The need for water security pushes for the development of sensing technologies that allow online and real-time assessments and are capable of autonomous and stable long-term operation in the field. In this context, Microbial Fuel Cell (MFC) based biosensors have shown great potential due to cost-effectiveness, simplicity of operation, robustness and the possibility of self-powered applications. This review focuses on the progress of the technology in real scenarios and in-field applications and discusses the technological bottlenecks that must be overcome for its success. An overview of the most relevant findings and challenges of MFC sensors for practical implementation is provided. First, performance indicators for in-field applications, which may diverge from lab-based only studies, are defined. Progress on MFC designs for off-grid monitoring of water quality is then presented with a focus on solutions that enhance robustness and long-term stability. Finally, calibration methods and detection algorithms for applications in real scenarios are discussed. This journal is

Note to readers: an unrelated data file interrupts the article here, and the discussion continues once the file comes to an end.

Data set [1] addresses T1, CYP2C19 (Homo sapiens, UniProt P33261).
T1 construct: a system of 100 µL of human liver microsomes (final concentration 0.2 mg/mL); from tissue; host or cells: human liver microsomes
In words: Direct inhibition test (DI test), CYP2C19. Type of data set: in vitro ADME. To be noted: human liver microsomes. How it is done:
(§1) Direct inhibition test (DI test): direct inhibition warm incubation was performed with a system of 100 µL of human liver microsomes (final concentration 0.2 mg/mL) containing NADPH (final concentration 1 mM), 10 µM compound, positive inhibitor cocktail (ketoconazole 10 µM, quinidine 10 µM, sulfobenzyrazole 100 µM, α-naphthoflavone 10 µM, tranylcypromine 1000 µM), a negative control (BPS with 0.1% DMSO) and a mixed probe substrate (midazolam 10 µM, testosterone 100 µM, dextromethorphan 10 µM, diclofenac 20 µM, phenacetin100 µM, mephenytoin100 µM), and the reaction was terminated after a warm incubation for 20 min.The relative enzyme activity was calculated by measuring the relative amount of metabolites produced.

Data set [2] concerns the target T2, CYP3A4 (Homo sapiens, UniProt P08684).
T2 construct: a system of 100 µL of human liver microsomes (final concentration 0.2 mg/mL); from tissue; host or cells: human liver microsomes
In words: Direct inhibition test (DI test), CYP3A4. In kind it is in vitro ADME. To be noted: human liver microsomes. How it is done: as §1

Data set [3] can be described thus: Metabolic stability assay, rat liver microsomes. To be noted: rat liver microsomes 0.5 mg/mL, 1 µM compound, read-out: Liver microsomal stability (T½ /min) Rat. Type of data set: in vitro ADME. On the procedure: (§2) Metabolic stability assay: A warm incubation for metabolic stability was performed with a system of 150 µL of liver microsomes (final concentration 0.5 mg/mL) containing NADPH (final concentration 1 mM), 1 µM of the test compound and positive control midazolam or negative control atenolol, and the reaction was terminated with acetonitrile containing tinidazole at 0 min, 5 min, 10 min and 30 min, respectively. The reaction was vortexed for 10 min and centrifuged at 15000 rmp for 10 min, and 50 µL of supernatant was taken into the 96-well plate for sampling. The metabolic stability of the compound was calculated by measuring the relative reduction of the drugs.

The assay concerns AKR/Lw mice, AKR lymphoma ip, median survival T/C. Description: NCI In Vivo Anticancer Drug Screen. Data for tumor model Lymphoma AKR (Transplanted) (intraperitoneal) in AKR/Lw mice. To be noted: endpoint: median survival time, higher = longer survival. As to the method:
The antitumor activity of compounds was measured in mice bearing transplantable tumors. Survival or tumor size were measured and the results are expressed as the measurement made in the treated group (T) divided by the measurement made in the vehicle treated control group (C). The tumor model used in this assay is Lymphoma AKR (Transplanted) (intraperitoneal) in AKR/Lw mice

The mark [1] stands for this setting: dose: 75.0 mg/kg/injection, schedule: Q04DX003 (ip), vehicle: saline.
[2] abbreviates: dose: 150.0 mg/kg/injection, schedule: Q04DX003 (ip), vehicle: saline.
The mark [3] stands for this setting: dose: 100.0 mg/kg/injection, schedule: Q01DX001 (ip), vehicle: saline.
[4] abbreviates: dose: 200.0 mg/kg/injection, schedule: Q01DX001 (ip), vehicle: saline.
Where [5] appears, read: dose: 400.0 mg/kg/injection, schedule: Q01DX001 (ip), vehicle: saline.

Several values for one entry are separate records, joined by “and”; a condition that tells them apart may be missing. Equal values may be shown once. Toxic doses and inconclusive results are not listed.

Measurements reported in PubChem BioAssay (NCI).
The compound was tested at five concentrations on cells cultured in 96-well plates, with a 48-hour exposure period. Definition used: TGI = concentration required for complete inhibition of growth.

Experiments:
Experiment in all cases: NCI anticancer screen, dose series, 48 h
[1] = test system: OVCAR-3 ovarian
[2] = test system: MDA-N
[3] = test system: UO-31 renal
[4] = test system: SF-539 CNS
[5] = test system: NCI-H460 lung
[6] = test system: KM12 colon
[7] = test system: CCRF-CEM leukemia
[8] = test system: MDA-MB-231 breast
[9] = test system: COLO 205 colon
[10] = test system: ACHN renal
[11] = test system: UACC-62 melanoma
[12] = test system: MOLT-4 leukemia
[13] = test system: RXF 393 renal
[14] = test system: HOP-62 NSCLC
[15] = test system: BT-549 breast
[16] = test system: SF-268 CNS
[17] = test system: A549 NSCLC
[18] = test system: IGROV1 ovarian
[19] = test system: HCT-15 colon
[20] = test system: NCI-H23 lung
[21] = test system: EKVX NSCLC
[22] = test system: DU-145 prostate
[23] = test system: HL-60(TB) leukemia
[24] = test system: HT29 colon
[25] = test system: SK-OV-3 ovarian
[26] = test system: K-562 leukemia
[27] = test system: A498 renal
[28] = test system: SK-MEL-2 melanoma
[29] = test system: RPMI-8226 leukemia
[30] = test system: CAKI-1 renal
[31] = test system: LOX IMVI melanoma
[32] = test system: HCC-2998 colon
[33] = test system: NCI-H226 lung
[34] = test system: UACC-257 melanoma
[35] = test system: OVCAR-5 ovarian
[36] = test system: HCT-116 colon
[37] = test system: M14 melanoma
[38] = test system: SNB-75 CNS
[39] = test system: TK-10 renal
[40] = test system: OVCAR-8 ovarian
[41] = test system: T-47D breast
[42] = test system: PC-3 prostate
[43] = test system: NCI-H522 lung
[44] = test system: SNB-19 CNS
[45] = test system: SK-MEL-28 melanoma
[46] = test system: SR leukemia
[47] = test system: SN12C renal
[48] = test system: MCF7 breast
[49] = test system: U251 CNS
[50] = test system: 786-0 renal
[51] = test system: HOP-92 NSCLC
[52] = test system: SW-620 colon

Original languageEnglish
Pages (from-to)16307-16317
Number of pages11
JournalRSC Advances
Issue number27
Early online date4 May 2021
Publication statusPublished - 31 Dec 2021

Bibliographical note

Funding Information:
This work was supported by the UK Engineering and Physical Sciences Research Council (EP/L016214/1).

ASJC Scopus subject areas

  • General Chemistry
  • General Chemical Engineering


Dive into the research topics of 'Microbial fuel cells for in-field water quality monitoring'. Together they form a unique fingerprint.

Cite this